**This is the second guest blog in a series of posts by the 2018 JuST Faith Summit speakers. Check back for new posts highlighting the critical topics that will be featured at this year’s Faith Summit. Join us, June 20-22 at Bethel University in St. Paul, Minnesota, for this exciting Summit. Visit this link to see the full agenda and lineup of speakers.
By Christopher Stollar
Demand Reduction Coordinator, She Has A Name & Author of The Black Lens
Why do men solicit? That’s a complex question, but one we must strive to answer if we’re ever going to reduce the demand for sex trafficking. While some women pay for sex, the fact is, most of that demand is coming from men who struggle with multiple, complex issues.
[easy-tweet tweet=”Why do men solicit? That’s a complex question, but one we must strive to answer if we’re ever going to reduce the demand for sex trafficking. ” user=”sharedhope” hashtags=”FaithSummit2018″]
As the Demand Reduction Coordinator for She Has A Name, I have personally taught dozens of these men through a “John School” program in Ohio. This all-day class is run by licensed counselors, survivors of sex trafficking and other people from the community. It targets men who are mostly first-time offenders with no record of violence.
Why a John School?
The goal of this class and similar programs is to “decrease the demand for prostitution, and hence, reduce the amount of human trafficking and sexual exploitation that occurs,” according to the Ohio Department of Public Safety’s John Schools Report. As of 2013, 50 cities in the United States were operating some form of a John School — including four in Ohio.
She Has A Name is trying to help these men understand the impact of their actions and address the root causes that drove them to solicit. This program aligns directly with our vision — “to see all those impacted by human trafficking restored into society and thriving in their community.” That includes men, even those who solicit.
One of the young men I taught told me he decided to solicit because for years he had been battling loneliness and depression, and “these struggles led me to make the worst decision of my life … Thankfully, I was arrested and stopped short of making a horrible mistake.”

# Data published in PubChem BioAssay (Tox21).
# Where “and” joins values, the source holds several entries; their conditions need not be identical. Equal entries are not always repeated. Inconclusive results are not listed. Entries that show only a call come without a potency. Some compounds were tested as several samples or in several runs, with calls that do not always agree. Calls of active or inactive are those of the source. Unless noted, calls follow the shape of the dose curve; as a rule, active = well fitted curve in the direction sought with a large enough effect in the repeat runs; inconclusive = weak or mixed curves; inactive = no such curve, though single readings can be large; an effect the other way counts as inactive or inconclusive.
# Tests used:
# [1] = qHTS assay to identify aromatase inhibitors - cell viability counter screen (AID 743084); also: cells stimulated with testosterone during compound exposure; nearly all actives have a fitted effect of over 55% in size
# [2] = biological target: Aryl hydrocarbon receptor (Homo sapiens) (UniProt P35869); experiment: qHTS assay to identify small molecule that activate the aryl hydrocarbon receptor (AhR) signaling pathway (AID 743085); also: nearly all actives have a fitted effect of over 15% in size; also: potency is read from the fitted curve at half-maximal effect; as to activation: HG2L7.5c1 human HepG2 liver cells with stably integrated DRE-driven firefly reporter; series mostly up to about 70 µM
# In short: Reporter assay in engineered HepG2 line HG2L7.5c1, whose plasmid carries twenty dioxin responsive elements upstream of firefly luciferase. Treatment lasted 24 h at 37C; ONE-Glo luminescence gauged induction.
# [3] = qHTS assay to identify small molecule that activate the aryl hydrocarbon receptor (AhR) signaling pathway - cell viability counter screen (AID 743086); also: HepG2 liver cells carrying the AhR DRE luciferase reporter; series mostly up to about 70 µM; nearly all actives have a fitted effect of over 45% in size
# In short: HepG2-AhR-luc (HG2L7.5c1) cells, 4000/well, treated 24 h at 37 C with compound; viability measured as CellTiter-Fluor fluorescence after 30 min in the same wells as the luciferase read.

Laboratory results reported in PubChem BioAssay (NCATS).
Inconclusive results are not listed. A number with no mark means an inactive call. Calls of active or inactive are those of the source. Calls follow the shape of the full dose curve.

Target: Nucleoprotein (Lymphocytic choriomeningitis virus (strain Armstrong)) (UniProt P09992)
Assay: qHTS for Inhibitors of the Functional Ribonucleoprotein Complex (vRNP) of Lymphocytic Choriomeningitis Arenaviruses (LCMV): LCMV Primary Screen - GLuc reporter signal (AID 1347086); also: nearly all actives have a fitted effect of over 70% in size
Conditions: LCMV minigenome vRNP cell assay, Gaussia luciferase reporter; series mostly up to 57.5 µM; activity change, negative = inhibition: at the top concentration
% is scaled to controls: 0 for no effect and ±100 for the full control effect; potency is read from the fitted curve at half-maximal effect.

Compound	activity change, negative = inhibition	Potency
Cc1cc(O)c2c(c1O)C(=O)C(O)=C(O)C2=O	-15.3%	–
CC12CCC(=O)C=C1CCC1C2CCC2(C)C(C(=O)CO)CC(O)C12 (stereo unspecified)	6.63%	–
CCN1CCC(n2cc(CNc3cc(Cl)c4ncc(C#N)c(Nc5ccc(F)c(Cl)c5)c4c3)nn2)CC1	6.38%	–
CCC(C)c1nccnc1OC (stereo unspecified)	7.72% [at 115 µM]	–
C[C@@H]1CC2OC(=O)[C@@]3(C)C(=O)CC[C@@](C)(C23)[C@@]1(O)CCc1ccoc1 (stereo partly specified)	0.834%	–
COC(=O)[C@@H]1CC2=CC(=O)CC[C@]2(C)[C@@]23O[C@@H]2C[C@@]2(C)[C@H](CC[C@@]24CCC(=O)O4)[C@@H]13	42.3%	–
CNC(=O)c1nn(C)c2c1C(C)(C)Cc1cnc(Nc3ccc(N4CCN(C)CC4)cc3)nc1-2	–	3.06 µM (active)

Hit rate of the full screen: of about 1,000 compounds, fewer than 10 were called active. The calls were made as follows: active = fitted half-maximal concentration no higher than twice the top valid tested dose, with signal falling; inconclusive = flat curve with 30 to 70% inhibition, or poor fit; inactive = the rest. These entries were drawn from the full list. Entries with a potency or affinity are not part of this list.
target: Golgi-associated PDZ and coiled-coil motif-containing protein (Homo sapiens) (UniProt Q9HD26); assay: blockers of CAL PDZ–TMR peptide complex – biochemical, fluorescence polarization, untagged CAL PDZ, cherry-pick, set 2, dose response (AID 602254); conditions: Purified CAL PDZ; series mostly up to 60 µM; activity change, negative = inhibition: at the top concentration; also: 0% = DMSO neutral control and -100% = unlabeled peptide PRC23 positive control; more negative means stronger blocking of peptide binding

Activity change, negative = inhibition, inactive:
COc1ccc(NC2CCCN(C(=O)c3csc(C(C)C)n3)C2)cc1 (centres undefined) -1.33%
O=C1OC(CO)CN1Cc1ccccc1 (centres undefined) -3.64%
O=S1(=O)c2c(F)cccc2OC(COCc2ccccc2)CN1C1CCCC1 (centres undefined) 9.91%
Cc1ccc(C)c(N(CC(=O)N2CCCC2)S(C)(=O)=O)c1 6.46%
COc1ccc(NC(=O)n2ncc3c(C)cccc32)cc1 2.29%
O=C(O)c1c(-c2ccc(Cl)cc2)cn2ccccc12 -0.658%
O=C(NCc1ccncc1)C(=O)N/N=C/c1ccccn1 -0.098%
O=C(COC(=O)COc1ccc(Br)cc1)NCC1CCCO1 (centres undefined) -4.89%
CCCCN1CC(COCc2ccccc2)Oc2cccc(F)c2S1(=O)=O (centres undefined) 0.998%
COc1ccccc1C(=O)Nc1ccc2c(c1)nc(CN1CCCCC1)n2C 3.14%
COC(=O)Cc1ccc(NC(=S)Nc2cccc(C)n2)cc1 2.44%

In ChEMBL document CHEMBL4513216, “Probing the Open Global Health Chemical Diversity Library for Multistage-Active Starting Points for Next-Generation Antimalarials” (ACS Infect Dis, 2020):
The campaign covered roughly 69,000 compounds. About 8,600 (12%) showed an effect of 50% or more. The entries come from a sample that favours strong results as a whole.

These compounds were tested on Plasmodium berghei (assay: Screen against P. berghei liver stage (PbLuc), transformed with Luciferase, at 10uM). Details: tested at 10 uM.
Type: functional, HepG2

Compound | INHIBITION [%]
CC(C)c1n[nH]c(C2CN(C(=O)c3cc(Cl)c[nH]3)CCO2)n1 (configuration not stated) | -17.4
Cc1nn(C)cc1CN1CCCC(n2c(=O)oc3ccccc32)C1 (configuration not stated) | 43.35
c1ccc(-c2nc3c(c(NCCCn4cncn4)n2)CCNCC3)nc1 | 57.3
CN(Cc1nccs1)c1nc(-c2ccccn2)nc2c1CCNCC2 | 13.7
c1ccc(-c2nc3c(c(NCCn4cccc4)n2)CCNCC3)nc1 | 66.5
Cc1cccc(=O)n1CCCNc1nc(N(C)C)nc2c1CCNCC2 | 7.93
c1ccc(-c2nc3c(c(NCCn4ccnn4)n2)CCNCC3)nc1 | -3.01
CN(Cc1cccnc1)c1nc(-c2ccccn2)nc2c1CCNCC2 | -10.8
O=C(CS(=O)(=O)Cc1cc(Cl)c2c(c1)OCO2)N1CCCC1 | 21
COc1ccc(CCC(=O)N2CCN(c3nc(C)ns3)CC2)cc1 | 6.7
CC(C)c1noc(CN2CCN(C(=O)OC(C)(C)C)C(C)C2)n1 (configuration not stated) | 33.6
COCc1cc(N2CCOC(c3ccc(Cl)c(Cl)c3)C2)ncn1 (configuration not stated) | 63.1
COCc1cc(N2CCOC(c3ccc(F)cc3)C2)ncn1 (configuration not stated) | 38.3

[easy-tweet tweet=”One of the young men I taught told me he decided to solicit because for years he had been battling loneliness and depression, and “these struggles led me to make the worst decision of my life.” user=”sharedhope” hashtags=”FaithSummit2018″]
Why did these men solicit?
That young man is not alone. She Has A Name started collecting data in 2016 on why these specific men decided to solicit, and below is a list of reasons they have given so far in order of the most common response — including “loneliness and depression:”
- Lack of intimacy: 24 percent
- Loneliness: 24 percent
- Depression: 14 percent
- Pornography: 10 percent
- Lust: 10 percent
- Lack of discipline: 5 percent
- Sexually abused: 5 percent
- Stress: 5 percent
- Low sex drive: 5 percent
As you can tell, the reasons men solicit are complex and varied. It’s not just about porn or sex addiction. For at least these men, there are deeper issues of intimacy, depression and loneliness. Of course we should never treat those reasons as excuses or justifications for their crime, but they can help us understand what’s going on behind the scenes with some men so we can point them to helpful solutions.
Has the John School helped?
Almost 200 men have completed the John School program, and we already have once success story. That young man I mentioned graduated from the program, attended She Has A Name’s anti-trafficking training and has since joined a local church. Last year he sent me this letter of encouragement:
“Since this was my first offense and what will be my last, I was allowed to participate in the John School. I knew going into the program that I wanted to get involved in the fight against human trafficking, but after participating in the program I knew I had to. The program opened my eyes to the world of human trafficking and in my heart I knew I wanted to help in anyway possible.
Through my experience I found a relationship with God and gained a better understanding of the awful world of human trafficking that prior to this experience, I knew nothing about. I wish more than anything I could take back my mistake but in a strange way it’s made me a better person. I now know I can move forward and raise awareness with dreams of ending this horrible issue.”
There are at least nine reasons why men solicit, but this young man’s story is all the reason we need to keep fighting the battle against modern slavery. He is living proof that God can turn even a solicitor into an abolitionist. And at the end of the day, that’s what this fight is all about.
What can I do to help?
Here are three practical ways you can help right now:
- If you are struggling with any of the issues listed above or know someone who is, find help through a local counselor and/or church support group
- Support the work of demand reduction groups like Demand Abolition, Fight the New Drug, XXXChurch and Covenant Eyes
- Attend the 2018 JuST Faith Summit and learn more about this issue in my 9 Reasons Why Men Solicit session